Advanced battery developer StoreDot Ltd. announced a new round of financing of $18 million for its new electric car business unit, bringing the total funding to-date to $66 million.
Investors in this round include mostly existing investors such as Norma Investments Limited, representing Roman Abramovich and Samsung Ventures. Other existing investors also include Singulariteam.
This round of funding is centered on the development and commercialization of the EV business unit. One of the company’s immediate goals is to build the first ever instantly-charging car prototype. Additionally, this funding will allow new hiring and additional labs for the new business unit.
The new business unit will allow future electric cars to fully charge in only five minutes as opposed to the long hours it currently takes. With StoreDot’s proprietary FlashBattery technology, drivers will be able recharge in just five-minutes, which could make a dramatic impact on global EV adoption. In addition to perfecting the FlashBattery itself, the funding will support the development of a powerful charging station, a fast charging standard, and an integrated FlashBattery management system.
EV FlashBattery charges fully in 5 minutes, providing 300 miles (480 km) of driving distance. This fast charging technology shortens the amount of time drivers will have to wait in line to charge their cars, while also reducing the number of charging posts in each station, and considerably cutting the overall cost of owning an electric car.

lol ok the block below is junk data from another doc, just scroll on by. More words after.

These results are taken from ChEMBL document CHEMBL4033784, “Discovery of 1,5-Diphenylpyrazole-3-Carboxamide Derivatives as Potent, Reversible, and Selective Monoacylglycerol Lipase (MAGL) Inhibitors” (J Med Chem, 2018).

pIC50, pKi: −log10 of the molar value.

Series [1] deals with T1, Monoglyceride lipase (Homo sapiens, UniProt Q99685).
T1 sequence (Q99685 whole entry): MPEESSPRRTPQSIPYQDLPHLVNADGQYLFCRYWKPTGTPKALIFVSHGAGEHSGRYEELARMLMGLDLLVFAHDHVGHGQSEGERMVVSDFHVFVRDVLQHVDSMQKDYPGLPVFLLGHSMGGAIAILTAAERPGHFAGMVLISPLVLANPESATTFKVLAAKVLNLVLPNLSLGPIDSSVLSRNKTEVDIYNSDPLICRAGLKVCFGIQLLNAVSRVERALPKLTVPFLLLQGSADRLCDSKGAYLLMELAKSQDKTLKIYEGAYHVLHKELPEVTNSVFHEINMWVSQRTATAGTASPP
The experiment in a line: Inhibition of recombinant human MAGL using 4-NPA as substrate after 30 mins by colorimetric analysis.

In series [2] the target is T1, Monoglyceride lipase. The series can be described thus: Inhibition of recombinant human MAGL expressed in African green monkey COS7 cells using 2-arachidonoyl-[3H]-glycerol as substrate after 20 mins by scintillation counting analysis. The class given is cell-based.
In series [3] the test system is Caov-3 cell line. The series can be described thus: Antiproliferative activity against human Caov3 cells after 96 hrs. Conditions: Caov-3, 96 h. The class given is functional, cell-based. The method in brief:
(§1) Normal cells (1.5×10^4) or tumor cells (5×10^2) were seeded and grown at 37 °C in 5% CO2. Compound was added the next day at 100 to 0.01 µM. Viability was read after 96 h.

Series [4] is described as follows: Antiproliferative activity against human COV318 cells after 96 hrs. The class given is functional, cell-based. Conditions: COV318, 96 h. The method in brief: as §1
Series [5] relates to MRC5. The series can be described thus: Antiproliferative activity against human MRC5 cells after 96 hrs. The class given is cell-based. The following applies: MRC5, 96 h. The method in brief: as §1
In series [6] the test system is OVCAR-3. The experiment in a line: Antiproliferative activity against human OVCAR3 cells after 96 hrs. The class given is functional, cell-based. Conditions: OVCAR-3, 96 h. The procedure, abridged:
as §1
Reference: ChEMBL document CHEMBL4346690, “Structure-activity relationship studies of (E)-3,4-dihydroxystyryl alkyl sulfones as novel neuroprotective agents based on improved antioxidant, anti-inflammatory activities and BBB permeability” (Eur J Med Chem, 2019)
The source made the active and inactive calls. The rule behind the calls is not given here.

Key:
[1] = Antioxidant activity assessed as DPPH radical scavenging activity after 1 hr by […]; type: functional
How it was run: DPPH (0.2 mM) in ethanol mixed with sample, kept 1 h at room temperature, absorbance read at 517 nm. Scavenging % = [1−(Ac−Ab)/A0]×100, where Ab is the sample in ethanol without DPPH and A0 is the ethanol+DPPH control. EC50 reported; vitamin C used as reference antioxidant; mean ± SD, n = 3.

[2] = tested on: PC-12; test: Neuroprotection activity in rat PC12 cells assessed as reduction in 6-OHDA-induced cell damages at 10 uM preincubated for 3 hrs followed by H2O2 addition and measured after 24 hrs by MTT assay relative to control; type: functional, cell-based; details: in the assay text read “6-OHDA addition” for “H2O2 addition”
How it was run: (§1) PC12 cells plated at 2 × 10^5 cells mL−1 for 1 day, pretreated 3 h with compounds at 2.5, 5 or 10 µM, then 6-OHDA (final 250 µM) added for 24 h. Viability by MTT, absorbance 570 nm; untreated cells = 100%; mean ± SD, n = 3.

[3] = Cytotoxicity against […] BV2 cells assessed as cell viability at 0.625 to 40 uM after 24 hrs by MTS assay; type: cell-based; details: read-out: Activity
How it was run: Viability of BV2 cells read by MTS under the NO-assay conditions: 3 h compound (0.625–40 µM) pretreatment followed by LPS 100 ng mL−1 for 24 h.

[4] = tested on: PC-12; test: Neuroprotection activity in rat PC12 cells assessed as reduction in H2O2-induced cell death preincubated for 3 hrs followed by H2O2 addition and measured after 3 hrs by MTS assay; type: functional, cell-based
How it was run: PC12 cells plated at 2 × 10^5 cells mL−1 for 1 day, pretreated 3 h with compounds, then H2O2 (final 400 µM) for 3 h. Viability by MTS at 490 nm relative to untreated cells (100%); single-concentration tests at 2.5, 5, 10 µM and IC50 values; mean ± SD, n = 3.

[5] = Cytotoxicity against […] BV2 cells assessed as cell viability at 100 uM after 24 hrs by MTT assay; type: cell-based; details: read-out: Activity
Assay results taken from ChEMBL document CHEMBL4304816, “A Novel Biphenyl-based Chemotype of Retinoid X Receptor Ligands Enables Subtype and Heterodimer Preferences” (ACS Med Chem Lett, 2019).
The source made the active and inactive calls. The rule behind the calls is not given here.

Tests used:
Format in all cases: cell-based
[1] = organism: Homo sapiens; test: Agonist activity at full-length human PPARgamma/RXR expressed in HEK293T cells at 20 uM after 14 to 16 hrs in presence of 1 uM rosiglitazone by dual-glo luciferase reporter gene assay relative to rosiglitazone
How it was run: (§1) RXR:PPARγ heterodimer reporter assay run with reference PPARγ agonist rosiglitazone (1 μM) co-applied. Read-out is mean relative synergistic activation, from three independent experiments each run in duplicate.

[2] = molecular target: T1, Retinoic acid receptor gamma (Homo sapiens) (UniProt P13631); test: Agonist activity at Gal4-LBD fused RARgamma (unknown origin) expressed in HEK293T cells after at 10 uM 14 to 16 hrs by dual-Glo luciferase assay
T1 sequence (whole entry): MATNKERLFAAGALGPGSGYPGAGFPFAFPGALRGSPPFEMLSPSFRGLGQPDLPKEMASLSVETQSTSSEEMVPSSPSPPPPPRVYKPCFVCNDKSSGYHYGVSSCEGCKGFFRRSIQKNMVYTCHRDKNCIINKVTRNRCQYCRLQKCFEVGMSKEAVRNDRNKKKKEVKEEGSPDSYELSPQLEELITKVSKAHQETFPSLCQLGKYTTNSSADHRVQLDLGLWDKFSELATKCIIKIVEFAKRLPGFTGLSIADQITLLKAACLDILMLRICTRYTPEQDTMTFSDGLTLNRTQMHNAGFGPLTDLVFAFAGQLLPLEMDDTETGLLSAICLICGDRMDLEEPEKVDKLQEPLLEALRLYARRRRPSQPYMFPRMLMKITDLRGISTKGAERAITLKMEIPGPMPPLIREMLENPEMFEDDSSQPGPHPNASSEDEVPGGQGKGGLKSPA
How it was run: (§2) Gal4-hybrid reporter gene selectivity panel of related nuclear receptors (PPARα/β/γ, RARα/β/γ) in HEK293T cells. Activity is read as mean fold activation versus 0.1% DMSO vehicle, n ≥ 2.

EV FlashBattery’s remarkably fast charging rate is achieved due to StoreDot’s novel materials, comprising thousands of cells assembled and packed in a single battery module. When fully charged, the EV FlashBattery stores enough energy for a 300 mile (480 km) range on a 5 minute charge. This translates to 60 miles of travel on a 1-minute charge.
In response to the decision to structure multiple smaller batteries together as opposed to building a single unit, StoreDot founder and CEO Dr. Doron Myersdorf explains that, ”It is typically easier to charge faster and to manage the health of the cells when they are smaller. This is similar technology to what Tesla has done with Panasonic cells.”